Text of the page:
Current Progressive Dairy digital edition

Consider alternative ingredients to balance amino acids

Kevin Herrick Published on 18 April 2014

Everyone is scrambling to provide healthy, balanced rations for dairy cattle while dealing with changing feed prices and fluctuating ingredient supply.

One component of dairy rations that constitutes a large expense, yet is critically important for maintaining production in high-producing dairy cows, is protein and amino acid nutrition.



Nutritionists have a variety of ingredients available to use as sources of protein for the dairy cow ( Table 1 ). Each of these ingredients has unique characteristics which alter the amount and type of protein and amino acids provided to the animal.

Protein and amino acid content of common feedstuffs

For example, a relatively large amount of the protein from corn distillers grains escapes rumen degradation (50.8 percent). However, a pound of distillers would only provide 1.23 g of lysine to the animal. This is accounting for the concentration of lysine as well as the digestibility of the protein that escapes rumen degradation.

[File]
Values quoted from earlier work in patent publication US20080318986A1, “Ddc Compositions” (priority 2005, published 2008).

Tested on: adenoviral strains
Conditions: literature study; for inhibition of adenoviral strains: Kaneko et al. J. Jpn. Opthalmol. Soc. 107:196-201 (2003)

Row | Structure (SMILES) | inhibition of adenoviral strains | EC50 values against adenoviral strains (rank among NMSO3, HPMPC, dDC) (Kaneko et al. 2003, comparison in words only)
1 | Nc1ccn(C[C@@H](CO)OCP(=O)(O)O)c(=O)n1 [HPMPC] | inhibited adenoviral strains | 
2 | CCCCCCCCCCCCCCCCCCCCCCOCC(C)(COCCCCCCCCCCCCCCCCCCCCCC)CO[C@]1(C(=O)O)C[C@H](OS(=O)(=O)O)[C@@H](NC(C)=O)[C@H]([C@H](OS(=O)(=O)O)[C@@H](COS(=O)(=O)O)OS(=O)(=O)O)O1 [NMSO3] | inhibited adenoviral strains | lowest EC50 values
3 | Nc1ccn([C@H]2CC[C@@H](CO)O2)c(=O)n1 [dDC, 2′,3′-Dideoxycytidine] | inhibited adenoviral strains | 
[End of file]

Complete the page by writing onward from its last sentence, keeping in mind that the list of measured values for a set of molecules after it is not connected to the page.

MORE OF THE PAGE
Now, let’s contrast the amount of lysine provided by distillers with the amount of lysine provided by soybean meal.

A smaller amount of the protein in soybean meal escapes rumen degradation (42.6 percent), but because of the greater digestibility of the escaped protein as well as the greater lysine content, a pound of soybean meal would provide 6.09 grams of lysine to the animal. This is almost four times as much lysine supplied to the animal.


Of all the commodities available for sources of protein and amino acids, blood meal probably has the most extensive use in North American diets.

Historically, blood meal has been an ingredient which is nutrient-dense (more than 90 percent CP), escapes rumen degradation (more than 80 percent rumen escape) and contains a significant amount of lysine (9 percent of CP). Additionally, the price of blood meal has also been competitive with other lysine sources for dairy cows.